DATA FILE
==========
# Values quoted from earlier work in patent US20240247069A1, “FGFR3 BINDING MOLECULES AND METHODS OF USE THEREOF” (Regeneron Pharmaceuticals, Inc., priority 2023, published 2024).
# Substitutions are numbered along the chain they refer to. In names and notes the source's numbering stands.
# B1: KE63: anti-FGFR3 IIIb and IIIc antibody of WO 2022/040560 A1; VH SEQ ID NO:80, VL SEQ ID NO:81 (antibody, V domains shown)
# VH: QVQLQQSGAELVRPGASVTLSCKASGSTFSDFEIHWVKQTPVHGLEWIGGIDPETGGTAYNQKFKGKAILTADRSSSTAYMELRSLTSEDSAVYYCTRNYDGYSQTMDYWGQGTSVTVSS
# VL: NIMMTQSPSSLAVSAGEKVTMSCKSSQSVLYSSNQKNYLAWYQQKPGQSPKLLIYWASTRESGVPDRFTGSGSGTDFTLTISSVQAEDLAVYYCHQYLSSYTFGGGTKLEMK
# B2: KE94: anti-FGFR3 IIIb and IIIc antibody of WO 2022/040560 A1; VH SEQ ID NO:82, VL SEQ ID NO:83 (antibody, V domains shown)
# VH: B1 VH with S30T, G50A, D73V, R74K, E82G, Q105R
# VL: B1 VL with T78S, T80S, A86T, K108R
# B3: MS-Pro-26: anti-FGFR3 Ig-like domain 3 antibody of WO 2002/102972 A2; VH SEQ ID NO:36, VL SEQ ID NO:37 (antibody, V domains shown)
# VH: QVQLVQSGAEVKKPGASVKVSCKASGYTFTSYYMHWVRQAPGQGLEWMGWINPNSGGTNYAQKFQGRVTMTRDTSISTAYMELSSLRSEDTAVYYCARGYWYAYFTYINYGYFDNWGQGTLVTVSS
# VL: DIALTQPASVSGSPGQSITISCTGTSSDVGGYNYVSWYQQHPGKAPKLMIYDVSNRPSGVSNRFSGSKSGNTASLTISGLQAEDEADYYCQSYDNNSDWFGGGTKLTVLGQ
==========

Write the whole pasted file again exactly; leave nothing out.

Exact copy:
# Values quoted from earlier work in patent US20240247069A1, “FGFR3 BINDING MOLECULES AND METHODS OF USE THEREOF” (Regeneron Pharmaceuticals, Inc., priority 2023, published 2024).
# Substitutions are numbered along the chain they refer to. In names and notes the source's numbering stands.
# B1: KE63: anti-FGFR3 IIIb and IIIc antibody of WO 2022/040560 A1; VH SEQ ID NO:80, VL SEQ ID NO:81 (antibody, V domains shown)
# VH: QVQLQQSGAELVRPGASVTLSCKASGSTFSDFEIHWVKQTPVHGLEWIGGIDPETGGTAYNQKFKGKAILTADRSSSTAYMELRSLTSEDSAVYYCTRNYDGYSQTMDYWGQGTSVTVSS
# VL: NIMMTQSPSSLAVSAGEKVTMSCKSSQSVLYSSNQKNYLAWYQQKPGQSPKLLIYWASTRESGVPDRFTGSGSGTDFTLTISSVQAEDLAVYYCHQYLSSYTFGGGTKLEMK
# B2: KE94: anti-FGFR3 IIIb and IIIc antibody of WO 2022/040560 A1; VH SEQ ID NO:82, VL SEQ ID NO:83 (antibody, V domains shown)
# VH: B1 VH with S30T, G50A, D73V, R74K, E82G, Q105R
# VL: B1 VL with T78S, T80S, A86T, K108R
# B3: MS-Pro-26: anti-FGFR3 Ig-like domain 3 antibody of WO 2002/102972 A2; VH SEQ ID NO:36, VL SEQ ID NO:37 (antibody, V domains shown)
# VH: QVQLVQSGAEVKKPGASVKVSCKASGYTFTSYYMHWVRQAPGQGLEWMGWINPNSGGTNYAQKFQGRVTMTRDTSISTAYMELSSLRSEDTAVYYCARGYWYAYFTYINYGYFDNWGQGTLVTVSS
# VL: DIALTQPASVSGSPGQSITISCTGTSSDVGGYNYVSWYQQHPGKAPKLMIYDVSNRPSGVSNRFSGSKSGNTASLTISGLQAEDEADYYCQSYDNNSDWFGGGTKLTVLGQ